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A. That you have left; no, no. So that is

Q. So you can't tell when the ticket was used or if in fact it was ever used ?

A. That is right.

Q. And from what records you process, you can't be certain that the person who is listed on the transportation receipt as the user was in fact the person who used the ticket?

A. No.
Q. Is that right?
A. That is right.

Q. Now can we go on to the third check dated July 29, 1966, in the sum of $197.15, from-yes—from Adam Clayton Powell to the Committee on Education and Labor? And will you tell us what tickets are covered by that check?

A. This check covers a ticket purchased on the credit card of C. Sumner Stone, Washington to Oklahoma City, July 27, in the amount of $191.57. The check is $6 more$6 and change more than the actual ticket charged-price of the ticket as it appears on the statement.

Q. How do you account for that, if you can?
A. I can't.

Q. Does that transportation receipt indicate that Stone was the traveler as well as the purchaser?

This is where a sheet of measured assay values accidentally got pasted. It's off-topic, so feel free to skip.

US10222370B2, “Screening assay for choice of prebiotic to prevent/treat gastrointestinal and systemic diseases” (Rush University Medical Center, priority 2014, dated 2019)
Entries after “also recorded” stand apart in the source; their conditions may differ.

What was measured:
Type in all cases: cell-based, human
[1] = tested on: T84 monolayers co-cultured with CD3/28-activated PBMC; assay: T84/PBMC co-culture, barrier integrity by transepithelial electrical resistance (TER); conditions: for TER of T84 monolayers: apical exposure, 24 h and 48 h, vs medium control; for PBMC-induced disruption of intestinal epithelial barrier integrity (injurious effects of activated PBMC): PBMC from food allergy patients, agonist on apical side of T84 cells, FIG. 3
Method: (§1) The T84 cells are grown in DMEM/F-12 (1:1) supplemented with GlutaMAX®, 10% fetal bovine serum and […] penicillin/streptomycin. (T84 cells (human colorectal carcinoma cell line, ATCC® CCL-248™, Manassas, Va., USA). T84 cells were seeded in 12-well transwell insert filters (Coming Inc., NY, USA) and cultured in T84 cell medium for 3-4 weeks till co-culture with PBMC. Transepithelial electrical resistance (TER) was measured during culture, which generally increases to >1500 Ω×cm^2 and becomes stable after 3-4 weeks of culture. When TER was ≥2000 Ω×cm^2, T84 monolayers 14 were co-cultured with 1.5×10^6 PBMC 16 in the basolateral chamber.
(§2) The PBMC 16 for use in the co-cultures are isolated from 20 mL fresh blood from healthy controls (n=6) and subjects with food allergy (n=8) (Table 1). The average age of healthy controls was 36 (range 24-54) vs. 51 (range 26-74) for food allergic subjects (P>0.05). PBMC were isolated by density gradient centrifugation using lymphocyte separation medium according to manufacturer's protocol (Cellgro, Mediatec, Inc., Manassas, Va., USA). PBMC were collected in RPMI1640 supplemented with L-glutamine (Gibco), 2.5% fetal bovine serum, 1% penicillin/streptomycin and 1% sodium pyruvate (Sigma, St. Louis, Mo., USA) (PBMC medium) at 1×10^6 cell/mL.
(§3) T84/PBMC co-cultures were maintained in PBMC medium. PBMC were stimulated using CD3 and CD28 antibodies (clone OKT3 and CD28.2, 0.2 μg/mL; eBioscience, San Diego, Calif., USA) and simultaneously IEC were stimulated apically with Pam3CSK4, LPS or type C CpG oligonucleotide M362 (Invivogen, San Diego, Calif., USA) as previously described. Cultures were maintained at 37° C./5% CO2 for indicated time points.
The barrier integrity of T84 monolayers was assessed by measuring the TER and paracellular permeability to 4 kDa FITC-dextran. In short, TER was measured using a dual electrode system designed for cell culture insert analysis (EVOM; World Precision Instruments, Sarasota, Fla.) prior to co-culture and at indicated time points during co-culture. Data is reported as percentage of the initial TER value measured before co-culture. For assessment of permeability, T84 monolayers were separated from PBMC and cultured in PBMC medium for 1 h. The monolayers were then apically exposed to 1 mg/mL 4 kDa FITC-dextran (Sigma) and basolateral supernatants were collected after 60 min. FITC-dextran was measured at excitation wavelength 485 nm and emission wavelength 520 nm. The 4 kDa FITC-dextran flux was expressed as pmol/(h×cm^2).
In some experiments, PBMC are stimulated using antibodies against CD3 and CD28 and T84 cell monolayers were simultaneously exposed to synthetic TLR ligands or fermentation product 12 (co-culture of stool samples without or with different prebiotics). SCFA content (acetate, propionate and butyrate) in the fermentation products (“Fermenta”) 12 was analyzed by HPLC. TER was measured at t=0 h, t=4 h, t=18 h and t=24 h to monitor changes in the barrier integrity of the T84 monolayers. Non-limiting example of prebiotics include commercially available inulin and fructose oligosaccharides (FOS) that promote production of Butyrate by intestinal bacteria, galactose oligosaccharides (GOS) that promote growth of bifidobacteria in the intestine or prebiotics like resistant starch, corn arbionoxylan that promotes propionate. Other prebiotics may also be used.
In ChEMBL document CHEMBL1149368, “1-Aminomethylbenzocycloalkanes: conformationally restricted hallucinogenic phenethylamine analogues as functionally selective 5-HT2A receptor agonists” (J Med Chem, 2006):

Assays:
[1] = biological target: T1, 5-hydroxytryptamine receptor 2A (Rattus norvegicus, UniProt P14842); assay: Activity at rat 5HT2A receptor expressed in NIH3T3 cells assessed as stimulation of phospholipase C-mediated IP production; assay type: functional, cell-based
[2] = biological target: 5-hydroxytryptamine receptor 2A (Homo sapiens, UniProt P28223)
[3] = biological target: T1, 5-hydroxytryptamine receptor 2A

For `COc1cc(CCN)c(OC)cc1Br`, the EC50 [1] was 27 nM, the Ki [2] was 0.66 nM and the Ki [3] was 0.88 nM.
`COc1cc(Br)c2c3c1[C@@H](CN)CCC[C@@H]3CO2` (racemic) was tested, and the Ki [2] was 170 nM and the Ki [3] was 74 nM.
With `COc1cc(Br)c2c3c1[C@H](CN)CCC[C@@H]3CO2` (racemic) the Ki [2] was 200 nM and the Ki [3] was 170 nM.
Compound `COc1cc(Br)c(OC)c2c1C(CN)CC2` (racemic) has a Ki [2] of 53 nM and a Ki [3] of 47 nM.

A. I am not looking; I don't have the transportation receipt. I am just looking at the bill.

Q. You are looking at the bill received from Eastern Airlines?
A. Yes, sir.
Q. So you can't tell who the traveler was?
A. Not from the bill.
Q. Would you have that information on your T-4?
A. No.
Q. Would you have made a T44 for these tickets?
A. No.

Q. Now let's go to the No. 4 check, same date, July 29, 1966, $197.15, again, to the Committee on Education and Labor, bearing the signature Corrine A. Huff. What tickets are covered by that?

A. A ticket purchased by Mr. Stone, Washington to Oklahoma City, July 27, in the amount of $191.57. Here again the check is—well, it is six dollars and change over the actual amount of the ticket.

Q. Did you receive that check from Miss Huff?
A. I received these two checks from the chairman.

Q. The one bearing Miss Huff's signature, did you have any conversation with her about that check?

A. No.

Q. Do you have any information as to who made the trip for which that check pays reimbursement?

A. No.
Q. Do you happen to know Miss Huff's Washington address ?
A. No.
Q. Do you have that in your files anywhere?
A. No.

Q. During the period in question here, Mrs. Dargans, to your knowledge were any of the staff members ever sent out of Washington on trips to obtain Congressman Powell's signature on any papers?

A. Not to my knowledge.